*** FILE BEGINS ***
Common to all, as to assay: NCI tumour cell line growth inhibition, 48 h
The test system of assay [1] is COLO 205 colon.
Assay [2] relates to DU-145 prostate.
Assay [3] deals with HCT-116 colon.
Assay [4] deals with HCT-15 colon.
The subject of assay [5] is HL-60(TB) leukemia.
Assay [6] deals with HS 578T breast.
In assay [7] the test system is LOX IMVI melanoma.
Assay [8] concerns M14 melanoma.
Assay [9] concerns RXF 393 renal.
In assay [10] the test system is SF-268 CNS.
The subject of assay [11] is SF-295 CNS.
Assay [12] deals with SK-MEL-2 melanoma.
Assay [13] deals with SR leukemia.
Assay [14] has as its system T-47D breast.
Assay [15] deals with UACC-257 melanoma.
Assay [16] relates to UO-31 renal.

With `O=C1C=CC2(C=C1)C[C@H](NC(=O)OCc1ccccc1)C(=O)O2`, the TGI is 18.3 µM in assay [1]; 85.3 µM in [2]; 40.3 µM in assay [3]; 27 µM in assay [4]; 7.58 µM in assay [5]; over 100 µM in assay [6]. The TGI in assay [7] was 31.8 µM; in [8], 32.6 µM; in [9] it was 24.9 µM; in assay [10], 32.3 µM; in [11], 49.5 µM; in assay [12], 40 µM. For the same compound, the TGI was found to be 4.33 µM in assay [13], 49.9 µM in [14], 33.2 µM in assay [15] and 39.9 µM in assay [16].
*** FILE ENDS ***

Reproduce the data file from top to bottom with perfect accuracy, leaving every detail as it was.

Common to all, as to assay: NCI tumour cell line growth inhibition, 48 h
The test system of assay [1] is COLO 205 colon.
Assay [2] relates to DU-145 prostate.
Assay [3] deals with HCT-116 colon.
Assay [4] deals with HCT-15 colon.
The subject of assay [5] is HL-60(TB) leukemia.
Assay [6] deals with HS 578T breast.
In assay [7] the test system is LOX IMVI melanoma.
Assay [8] concerns M14 melanoma.
Assay [9] concerns RXF 393 renal.
In assay [10] the test system is SF-268 CNS.
The subject of assay [11] is SF-295 CNS.
Assay [12] deals with SK-MEL-2 melanoma.
Assay [13] deals with SR leukemia.
Assay [14] has as its system T-47D breast.
Assay [15] deals with UACC-257 melanoma.
Assay [16] relates to UO-31 renal.

With `O=C1C=CC2(C=C1)C[C@H](NC(=O)OCc1ccccc1)C(=O)O2`, the TGI is 18.3 µM in assay [1]; 85.3 µM in [2]; 40.3 µM in assay [3]; 27 µM in assay [4]; 7.58 µM in assay [5]; over 100 µM in assay [6]. The TGI in assay [7] was 31.8 µM; in [8], 32.6 µM; in [9] it was 24.9 µM; in assay [10], 32.3 µM; in [11], 49.5 µM; in assay [12], 40 µM. For the same compound, the TGI was found to be 4.33 µM in assay [13], 49.9 µM in [14], 33.2 µM in assay [15] and 39.9 µM in assay [16].